|June 6th, 2014|
Take the interview with Selma James going around facebook on the Wages for Housework campaign. She talks about the benefits of paying people, the moral obligation to pay people, even where the money would come from, but not how the money would be distributed. So now I'm wondering who would get paid what?
- If I spend an hour washing dishes does the government pay me an hour of minimum wage?
- What if I wash them badly, or someone else could wash them twice as fast?
- What if I only dirtied them so I could get paid to wash them because I need the work?
- If I want to buy a dishwasher and use that instead will the government pay for that?
- What if instead of a dishwasher I want the government to buy me disposable dishes?
- If I spend the night waking up every two hours doing night feedings for a newborn how many hours did I work?
- Did I work the whole night, because I couldn't do anything else with that time?
- Did I only work during the time I was awake and actively caring for them?
- Should I be paid extra because it's so unpleasant to have sleep this interrupted?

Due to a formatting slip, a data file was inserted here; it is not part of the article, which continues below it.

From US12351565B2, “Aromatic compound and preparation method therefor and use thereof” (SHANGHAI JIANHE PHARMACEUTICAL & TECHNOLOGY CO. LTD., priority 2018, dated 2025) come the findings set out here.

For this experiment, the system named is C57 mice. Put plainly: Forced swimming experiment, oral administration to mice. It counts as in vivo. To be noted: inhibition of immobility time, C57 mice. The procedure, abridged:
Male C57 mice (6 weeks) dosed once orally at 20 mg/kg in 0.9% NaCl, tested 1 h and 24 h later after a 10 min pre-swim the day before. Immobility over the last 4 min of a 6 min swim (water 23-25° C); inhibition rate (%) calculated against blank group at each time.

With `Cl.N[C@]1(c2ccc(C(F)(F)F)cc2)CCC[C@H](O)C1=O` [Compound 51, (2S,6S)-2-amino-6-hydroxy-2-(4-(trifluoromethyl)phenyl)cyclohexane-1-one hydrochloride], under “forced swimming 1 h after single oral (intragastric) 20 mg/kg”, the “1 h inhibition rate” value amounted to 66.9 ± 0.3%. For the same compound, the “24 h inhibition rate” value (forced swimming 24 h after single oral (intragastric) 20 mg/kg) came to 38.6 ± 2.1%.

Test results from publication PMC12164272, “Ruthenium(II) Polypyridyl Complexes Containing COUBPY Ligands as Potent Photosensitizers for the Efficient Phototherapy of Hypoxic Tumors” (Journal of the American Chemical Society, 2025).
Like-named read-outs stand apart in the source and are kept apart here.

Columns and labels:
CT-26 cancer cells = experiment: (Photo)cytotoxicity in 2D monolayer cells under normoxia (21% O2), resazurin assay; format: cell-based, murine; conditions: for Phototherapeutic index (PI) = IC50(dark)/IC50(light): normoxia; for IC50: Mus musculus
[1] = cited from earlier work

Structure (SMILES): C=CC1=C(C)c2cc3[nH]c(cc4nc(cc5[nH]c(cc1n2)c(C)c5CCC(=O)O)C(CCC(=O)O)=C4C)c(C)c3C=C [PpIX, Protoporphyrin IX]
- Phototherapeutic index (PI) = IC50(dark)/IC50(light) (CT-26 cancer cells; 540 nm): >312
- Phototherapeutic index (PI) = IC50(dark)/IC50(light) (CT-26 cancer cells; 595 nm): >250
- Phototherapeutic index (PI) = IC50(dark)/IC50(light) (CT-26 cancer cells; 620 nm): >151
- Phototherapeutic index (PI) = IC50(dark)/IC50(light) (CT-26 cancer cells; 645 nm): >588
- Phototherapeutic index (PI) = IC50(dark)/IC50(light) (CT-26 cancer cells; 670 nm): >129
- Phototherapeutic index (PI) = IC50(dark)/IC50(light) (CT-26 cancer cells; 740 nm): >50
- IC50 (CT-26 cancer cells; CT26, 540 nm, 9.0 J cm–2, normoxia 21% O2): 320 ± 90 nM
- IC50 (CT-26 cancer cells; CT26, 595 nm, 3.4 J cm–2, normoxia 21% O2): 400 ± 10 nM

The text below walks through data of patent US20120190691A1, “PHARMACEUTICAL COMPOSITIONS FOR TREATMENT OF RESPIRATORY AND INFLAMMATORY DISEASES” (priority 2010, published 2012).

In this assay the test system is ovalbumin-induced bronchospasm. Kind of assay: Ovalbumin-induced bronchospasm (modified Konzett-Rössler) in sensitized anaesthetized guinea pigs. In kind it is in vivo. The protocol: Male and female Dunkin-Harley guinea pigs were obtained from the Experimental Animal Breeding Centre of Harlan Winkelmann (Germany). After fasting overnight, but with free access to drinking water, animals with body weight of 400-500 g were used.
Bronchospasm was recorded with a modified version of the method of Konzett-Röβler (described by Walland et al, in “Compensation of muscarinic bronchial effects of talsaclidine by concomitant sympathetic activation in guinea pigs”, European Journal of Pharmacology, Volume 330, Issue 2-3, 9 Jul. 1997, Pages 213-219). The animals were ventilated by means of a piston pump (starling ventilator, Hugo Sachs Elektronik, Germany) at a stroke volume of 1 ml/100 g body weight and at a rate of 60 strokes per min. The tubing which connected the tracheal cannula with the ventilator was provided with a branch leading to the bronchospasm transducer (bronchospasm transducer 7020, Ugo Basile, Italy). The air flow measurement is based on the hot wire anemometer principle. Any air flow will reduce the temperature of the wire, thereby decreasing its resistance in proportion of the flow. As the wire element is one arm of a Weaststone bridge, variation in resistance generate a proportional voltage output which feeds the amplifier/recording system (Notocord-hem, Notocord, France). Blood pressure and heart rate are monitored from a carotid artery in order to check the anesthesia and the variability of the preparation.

As I said when asking for similar details about poly marriage, it's not that these questions can't be answered, it's just that I haven't been able to find advocates answering them. If you're promoting a policy, whether I'm going to support it depends on whether I think it will make us all better off, which for policies like this depends hugely on the details.
(For example, in this case I have a lot of trouble seeing how this could work as a wage with money exchanged for work tasks, but I do see how a guaranteed minimum income could accomplish many of the same goals.)
And a potential bonus: when people consider the detailed implementation of policies they tend to become less extreme in their support for them, and less sure of their understanding.